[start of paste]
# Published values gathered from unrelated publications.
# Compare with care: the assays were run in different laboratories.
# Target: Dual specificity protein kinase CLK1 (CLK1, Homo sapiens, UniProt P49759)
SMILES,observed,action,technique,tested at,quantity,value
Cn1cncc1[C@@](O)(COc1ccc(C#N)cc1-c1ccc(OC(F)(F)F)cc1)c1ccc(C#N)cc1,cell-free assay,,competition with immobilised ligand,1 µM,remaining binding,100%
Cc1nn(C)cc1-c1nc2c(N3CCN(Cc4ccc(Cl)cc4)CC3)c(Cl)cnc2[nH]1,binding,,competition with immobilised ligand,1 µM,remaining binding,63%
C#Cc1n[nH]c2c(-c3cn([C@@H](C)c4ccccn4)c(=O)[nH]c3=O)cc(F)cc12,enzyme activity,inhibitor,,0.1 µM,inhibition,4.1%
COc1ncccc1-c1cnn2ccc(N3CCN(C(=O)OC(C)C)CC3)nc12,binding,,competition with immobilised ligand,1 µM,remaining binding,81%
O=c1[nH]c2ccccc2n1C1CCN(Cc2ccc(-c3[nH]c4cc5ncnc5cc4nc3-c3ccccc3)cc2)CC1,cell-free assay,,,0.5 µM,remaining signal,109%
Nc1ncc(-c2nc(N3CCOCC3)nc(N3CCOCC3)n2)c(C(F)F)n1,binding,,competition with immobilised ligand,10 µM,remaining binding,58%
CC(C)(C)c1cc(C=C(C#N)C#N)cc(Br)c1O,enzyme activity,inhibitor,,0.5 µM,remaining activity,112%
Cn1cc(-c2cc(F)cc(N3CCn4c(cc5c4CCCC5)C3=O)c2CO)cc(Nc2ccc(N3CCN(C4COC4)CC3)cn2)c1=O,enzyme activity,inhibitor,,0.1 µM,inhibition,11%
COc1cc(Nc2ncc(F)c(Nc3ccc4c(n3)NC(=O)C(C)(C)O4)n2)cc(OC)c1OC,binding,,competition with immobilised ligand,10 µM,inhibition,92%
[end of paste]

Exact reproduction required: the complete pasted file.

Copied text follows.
# Published values gathered from unrelated publications.
# Compare with care: the assays were run in different laboratories.
# Target: Dual specificity protein kinase CLK1 (CLK1, Homo sapiens, UniProt P49759)
SMILES,observed,action,technique,tested at,quantity,value
Cn1cncc1[C@@](O)(COc1ccc(C#N)cc1-c1ccc(OC(F)(F)F)cc1)c1ccc(C#N)cc1,cell-free assay,,competition with immobilised ligand,1 µM,remaining binding,100%
Cc1nn(C)cc1-c1nc2c(N3CCN(Cc4ccc(Cl)cc4)CC3)c(Cl)cnc2[nH]1,binding,,competition with immobilised ligand,1 µM,remaining binding,63%
C#Cc1n[nH]c2c(-c3cn([C@@H](C)c4ccccn4)c(=O)[nH]c3=O)cc(F)cc12,enzyme activity,inhibitor,,0.1 µM,inhibition,4.1%
COc1ncccc1-c1cnn2ccc(N3CCN(C(=O)OC(C)C)CC3)nc12,binding,,competition with immobilised ligand,1 µM,remaining binding,81%
O=c1[nH]c2ccccc2n1C1CCN(Cc2ccc(-c3[nH]c4cc5ncnc5cc4nc3-c3ccccc3)cc2)CC1,cell-free assay,,,0.5 µM,remaining signal,109%
Nc1ncc(-c2nc(N3CCOCC3)nc(N3CCOCC3)n2)c(C(F)F)n1,binding,,competition with immobilised ligand,10 µM,remaining binding,58%
CC(C)(C)c1cc(C=C(C#N)C#N)cc(Br)c1O,enzyme activity,inhibitor,,0.5 µM,remaining activity,112%
Cn1cc(-c2cc(F)cc(N3CCn4c(cc5c4CCCC5)C3=O)c2CO)cc(Nc2ccc(N3CCN(C4COC4)CC3)cn2)c1=O,enzyme activity,inhibitor,,0.1 µM,inhibition,11%
COc1cc(Nc2ncc(F)c(Nc3ccc4c(n3)NC(=O)C(C)(C)O4)n2)cc(OC)c1OC,binding,,competition with immobilised ligand,10 µM,inhibition,92%